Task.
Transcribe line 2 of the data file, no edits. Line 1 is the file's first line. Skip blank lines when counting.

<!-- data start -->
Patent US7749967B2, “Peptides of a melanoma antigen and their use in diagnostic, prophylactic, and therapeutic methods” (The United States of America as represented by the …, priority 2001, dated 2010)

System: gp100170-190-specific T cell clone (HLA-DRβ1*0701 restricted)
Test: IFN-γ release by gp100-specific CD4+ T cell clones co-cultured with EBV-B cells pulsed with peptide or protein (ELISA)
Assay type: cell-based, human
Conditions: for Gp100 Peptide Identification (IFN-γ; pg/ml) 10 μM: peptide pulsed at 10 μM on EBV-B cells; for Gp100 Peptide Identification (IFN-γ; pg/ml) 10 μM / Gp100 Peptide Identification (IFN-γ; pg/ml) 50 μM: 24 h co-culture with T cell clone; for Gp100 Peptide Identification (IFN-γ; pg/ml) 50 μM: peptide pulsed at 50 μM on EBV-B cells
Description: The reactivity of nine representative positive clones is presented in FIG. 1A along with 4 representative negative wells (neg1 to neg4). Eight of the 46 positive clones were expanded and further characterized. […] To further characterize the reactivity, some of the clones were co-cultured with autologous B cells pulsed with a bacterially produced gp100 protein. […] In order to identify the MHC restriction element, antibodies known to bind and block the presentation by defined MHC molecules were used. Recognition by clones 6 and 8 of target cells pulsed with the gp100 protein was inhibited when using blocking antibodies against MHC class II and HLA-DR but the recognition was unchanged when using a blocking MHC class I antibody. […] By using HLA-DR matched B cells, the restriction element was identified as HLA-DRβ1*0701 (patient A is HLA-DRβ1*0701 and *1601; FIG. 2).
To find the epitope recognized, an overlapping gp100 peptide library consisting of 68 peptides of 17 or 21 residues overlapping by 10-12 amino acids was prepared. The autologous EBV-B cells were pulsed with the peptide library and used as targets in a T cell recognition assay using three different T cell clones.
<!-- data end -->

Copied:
System: gp100170-190-specific T cell clone (HLA-DRβ1*0701 restricted)